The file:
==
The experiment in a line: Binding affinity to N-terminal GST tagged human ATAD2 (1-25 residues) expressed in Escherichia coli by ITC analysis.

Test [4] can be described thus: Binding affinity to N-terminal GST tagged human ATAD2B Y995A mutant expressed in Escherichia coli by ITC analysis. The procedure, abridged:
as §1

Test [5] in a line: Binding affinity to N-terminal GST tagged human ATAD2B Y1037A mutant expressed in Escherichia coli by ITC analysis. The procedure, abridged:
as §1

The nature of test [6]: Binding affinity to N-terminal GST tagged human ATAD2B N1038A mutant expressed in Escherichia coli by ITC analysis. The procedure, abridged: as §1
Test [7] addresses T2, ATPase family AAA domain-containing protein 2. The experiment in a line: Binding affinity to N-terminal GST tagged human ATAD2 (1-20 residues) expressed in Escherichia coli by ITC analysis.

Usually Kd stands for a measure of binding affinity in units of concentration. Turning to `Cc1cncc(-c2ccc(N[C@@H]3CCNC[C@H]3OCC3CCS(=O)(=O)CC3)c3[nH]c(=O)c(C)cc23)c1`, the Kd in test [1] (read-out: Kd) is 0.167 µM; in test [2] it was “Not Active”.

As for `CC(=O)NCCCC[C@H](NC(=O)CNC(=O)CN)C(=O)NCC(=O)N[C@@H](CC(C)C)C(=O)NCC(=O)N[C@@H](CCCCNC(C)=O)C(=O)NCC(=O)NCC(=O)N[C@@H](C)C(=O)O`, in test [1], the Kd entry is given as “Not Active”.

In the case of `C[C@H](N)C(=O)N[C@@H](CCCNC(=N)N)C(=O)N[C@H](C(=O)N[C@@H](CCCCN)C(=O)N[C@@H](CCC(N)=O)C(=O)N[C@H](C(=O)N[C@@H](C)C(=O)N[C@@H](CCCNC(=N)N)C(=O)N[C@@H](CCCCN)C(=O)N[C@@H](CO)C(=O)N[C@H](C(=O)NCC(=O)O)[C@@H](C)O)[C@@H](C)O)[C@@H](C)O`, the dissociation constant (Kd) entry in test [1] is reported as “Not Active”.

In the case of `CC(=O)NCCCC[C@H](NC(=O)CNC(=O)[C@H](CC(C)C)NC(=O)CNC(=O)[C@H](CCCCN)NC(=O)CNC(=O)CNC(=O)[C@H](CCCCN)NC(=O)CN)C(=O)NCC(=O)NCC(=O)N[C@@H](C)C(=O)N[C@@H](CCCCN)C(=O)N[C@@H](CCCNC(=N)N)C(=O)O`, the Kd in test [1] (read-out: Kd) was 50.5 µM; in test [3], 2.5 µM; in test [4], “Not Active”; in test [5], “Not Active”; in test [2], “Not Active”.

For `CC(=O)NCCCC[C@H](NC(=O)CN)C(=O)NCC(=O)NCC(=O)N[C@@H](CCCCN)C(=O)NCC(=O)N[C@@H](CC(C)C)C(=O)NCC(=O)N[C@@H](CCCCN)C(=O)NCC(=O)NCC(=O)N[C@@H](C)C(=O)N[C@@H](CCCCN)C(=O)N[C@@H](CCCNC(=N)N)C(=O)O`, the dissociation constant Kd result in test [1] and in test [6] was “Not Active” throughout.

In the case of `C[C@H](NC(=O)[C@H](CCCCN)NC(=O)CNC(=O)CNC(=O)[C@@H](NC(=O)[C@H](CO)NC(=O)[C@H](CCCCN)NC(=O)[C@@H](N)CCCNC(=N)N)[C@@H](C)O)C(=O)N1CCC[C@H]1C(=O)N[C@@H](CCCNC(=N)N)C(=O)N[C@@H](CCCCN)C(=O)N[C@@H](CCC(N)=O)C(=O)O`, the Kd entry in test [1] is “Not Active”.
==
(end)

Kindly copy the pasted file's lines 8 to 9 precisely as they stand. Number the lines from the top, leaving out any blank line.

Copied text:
Usually Kd stands for a measure of binding affinity in units of concentration. Turning to `Cc1cncc(-c2ccc(N[C@@H]3CCNC[C@H]3OCC3CCS(=O)(=O)CC3)c3[nH]c(=O)c(C)cc23)c1`, the Kd in test [1] (read-out: Kd) is 0.167 µM; in test [2] it was “Not Active”.

As for `CC(=O)NCCCC[C@H](NC(=O)CNC(=O)CN)C(=O)NCC(=O)N[C@@H](CC(C)C)C(=O)NCC(=O)N[C@@H](CCCCNC(C)=O)C(=O)NCC(=O)NCC(=O)N[C@@H](C)C(=O)O`, in test [1], the Kd entry is given as “Not Active”.